By dating a black man, we don't think that's an extension of “I have black friends, therefore I'm not racist. If we were racist, we wouldn't be dating a black guy in the first place This doesn't mean that white girls who date black guys think that they're above black women. This is not to say that white privilege doesn't exist, it just means that white women don't think they can automatically get a black guy just by virtue of being white I always knew that race was a problem in America, but I didn't (and still don't fully) realize the intricacies of it and how deeply it extends to dating culture. Dating outside of my race has opened my eyes to how much work we still have to do as a society to combat racism, both blatant and masked. Cover Image Credit: Kim Kardashian / Instagram.
By:Courtney Griffin I am a 19 year old African American woman, so I have many prying, or curious, friends and family that want to know all about my dating and college life. When they ask me who I am dating, their ears immediately perk up to the sound of his Hispanic last name when I state his name, and I immediately notice the surprised look on their face.
They expect me to be dating an African American man and are taken aback when I state otherwise. This is something that I have grown use to this last year with my boyfriend. The school I attend, The University of Texas at Dallas, is very diverse but has a small Hispanic and African-American population. The only affiliation my boyfriend and I had in common, and how we met, was through Greek life. We both had joined historically white Greek organizations—that being said, our organizations are very diverse because of the diversity of our school.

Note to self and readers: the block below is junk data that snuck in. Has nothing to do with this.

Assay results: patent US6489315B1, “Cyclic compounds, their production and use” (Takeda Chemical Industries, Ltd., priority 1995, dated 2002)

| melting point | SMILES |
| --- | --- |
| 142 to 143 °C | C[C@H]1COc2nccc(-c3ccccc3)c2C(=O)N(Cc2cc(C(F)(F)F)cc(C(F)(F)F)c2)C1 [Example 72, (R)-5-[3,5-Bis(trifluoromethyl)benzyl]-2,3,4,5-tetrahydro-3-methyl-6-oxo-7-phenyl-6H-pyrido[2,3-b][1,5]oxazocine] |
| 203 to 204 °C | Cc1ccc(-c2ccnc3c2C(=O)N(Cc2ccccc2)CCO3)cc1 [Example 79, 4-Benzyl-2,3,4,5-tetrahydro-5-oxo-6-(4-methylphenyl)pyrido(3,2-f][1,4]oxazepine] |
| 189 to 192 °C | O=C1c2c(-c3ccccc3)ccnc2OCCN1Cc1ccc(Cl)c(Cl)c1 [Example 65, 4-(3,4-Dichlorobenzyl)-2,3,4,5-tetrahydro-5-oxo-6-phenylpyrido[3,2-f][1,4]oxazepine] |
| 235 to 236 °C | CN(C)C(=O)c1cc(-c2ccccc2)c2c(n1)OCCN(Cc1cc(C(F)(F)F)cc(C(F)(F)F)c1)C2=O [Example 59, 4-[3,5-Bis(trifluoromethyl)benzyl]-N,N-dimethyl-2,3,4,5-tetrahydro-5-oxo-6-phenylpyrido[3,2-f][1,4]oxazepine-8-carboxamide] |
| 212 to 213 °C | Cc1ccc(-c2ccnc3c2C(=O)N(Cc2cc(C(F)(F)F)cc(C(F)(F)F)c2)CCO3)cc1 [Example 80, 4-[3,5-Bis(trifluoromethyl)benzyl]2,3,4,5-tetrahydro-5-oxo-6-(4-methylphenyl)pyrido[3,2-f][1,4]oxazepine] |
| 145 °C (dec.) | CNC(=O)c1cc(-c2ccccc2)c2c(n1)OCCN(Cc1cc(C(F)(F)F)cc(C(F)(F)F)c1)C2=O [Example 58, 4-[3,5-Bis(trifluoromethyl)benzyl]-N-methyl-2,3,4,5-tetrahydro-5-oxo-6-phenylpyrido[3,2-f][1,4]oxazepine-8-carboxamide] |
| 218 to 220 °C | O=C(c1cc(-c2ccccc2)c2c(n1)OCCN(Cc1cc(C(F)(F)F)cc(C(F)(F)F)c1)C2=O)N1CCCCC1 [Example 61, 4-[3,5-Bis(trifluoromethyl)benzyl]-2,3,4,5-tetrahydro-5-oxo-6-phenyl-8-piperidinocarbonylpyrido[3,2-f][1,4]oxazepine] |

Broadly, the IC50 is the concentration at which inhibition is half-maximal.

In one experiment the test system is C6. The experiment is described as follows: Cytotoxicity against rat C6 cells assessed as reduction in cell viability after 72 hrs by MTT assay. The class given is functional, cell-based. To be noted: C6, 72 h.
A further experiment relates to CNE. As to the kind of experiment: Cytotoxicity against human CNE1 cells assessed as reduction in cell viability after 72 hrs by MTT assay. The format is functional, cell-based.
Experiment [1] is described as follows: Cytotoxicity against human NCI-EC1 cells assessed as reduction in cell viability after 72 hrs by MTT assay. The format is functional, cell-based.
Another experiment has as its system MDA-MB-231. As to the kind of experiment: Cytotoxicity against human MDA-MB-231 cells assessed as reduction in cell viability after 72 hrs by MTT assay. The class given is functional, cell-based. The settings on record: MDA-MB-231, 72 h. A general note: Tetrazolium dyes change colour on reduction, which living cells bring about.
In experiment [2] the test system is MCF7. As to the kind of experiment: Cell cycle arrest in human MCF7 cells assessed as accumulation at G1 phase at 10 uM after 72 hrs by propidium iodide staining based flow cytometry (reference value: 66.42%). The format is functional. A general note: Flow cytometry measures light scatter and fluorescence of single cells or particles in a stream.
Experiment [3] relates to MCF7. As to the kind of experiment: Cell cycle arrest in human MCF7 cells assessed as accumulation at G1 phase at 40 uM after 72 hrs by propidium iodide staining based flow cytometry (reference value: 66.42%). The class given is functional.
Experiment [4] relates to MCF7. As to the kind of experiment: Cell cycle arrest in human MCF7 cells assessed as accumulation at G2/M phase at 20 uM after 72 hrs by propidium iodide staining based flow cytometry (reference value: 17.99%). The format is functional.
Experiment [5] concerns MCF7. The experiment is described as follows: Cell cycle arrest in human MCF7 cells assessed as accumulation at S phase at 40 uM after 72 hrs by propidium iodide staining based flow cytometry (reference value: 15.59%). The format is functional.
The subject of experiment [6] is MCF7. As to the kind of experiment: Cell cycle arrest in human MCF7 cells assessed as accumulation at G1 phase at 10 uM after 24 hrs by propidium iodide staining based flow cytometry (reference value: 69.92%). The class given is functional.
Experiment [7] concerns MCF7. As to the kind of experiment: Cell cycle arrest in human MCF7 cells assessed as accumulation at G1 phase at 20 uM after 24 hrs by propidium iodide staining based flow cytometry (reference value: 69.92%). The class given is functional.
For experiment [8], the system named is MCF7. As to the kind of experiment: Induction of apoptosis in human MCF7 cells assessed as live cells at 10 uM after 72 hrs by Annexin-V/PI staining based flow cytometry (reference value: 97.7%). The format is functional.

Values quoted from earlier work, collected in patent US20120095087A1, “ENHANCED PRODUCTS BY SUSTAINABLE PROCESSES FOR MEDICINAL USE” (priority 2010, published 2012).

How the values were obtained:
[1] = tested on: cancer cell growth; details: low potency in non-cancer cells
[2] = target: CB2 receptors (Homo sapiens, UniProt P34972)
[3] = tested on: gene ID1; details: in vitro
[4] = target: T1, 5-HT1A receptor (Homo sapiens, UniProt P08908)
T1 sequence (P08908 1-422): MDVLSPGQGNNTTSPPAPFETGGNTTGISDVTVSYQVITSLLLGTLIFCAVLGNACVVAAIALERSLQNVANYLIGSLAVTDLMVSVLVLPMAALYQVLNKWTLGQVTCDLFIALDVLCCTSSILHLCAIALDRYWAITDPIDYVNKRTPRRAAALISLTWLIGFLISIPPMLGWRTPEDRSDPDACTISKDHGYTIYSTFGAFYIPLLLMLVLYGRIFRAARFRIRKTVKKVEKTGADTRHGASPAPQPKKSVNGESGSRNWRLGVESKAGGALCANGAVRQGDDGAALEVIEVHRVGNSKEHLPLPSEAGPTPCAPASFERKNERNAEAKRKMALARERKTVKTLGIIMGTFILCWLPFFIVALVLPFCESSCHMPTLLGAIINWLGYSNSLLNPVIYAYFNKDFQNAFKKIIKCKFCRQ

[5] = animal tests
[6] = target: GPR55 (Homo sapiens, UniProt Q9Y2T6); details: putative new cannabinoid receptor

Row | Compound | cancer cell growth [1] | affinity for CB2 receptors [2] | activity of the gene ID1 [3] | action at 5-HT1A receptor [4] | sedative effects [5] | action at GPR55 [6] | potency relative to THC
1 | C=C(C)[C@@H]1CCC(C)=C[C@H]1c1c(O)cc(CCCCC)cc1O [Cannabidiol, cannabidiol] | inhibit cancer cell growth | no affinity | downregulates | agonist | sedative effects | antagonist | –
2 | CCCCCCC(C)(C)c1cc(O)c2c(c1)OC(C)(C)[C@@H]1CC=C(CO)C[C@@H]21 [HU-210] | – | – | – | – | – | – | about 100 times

I am one of three African American women in my sorority, and he is one of four Hispanics in his fraternity. There are historically black organization and historically Hispanic one, too. I am sure they are friendly to each other, but outside of Greek life I do not notice many Hispanics and blacks with relationships as close. That could just be because there are so few of us compared to other races.
Because we are at such a diverse college with a small Greek life, on campus we have not really encountered any huge confrontation or uproar due to our relatiomship. Most of the time we even forget our relationship is considered abnormal. A big part of the reactions we get are from when we step off of campus to go to the mall or a restaurant.
Of course there is all of the staring when we hold hands in public, and the approving nods and smiles from strangers as they pass as if to tell us that they are also forward thinking citizens of US. Sometimes I get the occasional black guy that will give me a dirty look as if I am trying may hardest to offend him and every other black man in the area, which I am not. But overall I have found most of it to be nothing but positivity.
Of course it comes with so many uncomfortable and probing questions like “Do you not like black guys?” I have no problem with black guys, but I just so happened to have fallen in love with a Hispanic guy. “How do your parents feel about it?” My parents have told me that they just wanted me to be happy, and if I was, they were.